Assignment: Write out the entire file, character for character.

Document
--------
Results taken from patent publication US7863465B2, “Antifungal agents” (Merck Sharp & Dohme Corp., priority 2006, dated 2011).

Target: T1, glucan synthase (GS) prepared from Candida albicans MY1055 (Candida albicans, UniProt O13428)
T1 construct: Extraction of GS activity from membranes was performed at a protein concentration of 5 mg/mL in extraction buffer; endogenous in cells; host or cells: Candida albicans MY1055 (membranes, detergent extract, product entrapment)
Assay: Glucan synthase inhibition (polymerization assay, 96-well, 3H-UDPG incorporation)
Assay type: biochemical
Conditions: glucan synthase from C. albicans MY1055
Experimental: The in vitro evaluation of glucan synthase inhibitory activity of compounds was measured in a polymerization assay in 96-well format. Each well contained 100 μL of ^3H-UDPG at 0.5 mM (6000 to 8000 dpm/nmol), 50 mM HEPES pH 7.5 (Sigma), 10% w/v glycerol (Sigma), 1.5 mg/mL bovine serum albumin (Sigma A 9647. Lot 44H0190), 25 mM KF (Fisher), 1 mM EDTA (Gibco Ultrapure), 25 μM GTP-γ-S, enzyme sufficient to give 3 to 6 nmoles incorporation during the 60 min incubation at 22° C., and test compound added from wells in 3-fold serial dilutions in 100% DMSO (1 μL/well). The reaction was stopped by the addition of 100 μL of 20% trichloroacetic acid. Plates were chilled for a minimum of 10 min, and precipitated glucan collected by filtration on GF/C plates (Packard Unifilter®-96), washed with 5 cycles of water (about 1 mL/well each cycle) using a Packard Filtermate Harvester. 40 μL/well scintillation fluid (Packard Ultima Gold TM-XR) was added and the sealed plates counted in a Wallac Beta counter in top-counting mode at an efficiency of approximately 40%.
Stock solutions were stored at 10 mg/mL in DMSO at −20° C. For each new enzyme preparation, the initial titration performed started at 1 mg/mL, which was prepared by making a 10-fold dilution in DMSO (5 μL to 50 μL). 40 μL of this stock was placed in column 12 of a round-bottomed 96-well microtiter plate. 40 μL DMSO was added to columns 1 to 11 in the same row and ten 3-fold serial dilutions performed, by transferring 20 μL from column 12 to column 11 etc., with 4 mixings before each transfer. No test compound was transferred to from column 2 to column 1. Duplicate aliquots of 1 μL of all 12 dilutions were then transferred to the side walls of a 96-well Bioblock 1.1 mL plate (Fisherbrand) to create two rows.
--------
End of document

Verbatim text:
Results taken from patent publication US7863465B2, “Antifungal agents” (Merck Sharp & Dohme Corp., priority 2006, dated 2011).

Target: T1, glucan synthase (GS) prepared from Candida albicans MY1055 (Candida albicans, UniProt O13428)
T1 construct: Extraction of GS activity from membranes was performed at a protein concentration of 5 mg/mL in extraction buffer; endogenous in cells; host or cells: Candida albicans MY1055 (membranes, detergent extract, product entrapment)
Assay: Glucan synthase inhibition (polymerization assay, 96-well, 3H-UDPG incorporation)
Assay type: biochemical
Conditions: glucan synthase from C. albicans MY1055
Experimental: The in vitro evaluation of glucan synthase inhibitory activity of compounds was measured in a polymerization assay in 96-well format. Each well contained 100 μL of ^3H-UDPG at 0.5 mM (6000 to 8000 dpm/nmol), 50 mM HEPES pH 7.5 (Sigma), 10% w/v glycerol (Sigma), 1.5 mg/mL bovine serum albumin (Sigma A 9647. Lot 44H0190), 25 mM KF (Fisher), 1 mM EDTA (Gibco Ultrapure), 25 μM GTP-γ-S, enzyme sufficient to give 3 to 6 nmoles incorporation during the 60 min incubation at 22° C., and test compound added from wells in 3-fold serial dilutions in 100% DMSO (1 μL/well). The reaction was stopped by the addition of 100 μL of 20% trichloroacetic acid. Plates were chilled for a minimum of 10 min, and precipitated glucan collected by filtration on GF/C plates (Packard Unifilter®-96), washed with 5 cycles of water (about 1 mL/well each cycle) using a Packard Filtermate Harvester. 40 μL/well scintillation fluid (Packard Ultima Gold TM-XR) was added and the sealed plates counted in a Wallac Beta counter in top-counting mode at an efficiency of approximately 40%.
Stock solutions were stored at 10 mg/mL in DMSO at −20° C. For each new enzyme preparation, the initial titration performed started at 1 mg/mL, which was prepared by making a 10-fold dilution in DMSO (5 μL to 50 μL). 40 μL of this stock was placed in column 12 of a round-bottomed 96-well microtiter plate. 40 μL DMSO was added to columns 1 to 11 in the same row and ten 3-fold serial dilutions performed, by transferring 20 μL from column 12 to column 11 etc., with 4 mixings before each transfer. No test compound was transferred to from column 2 to column 1. Duplicate aliquots of 1 μL of all 12 dilutions were then transferred to the side walls of a 96-well Bioblock 1.1 mL plate (Fisherbrand) to create two rows.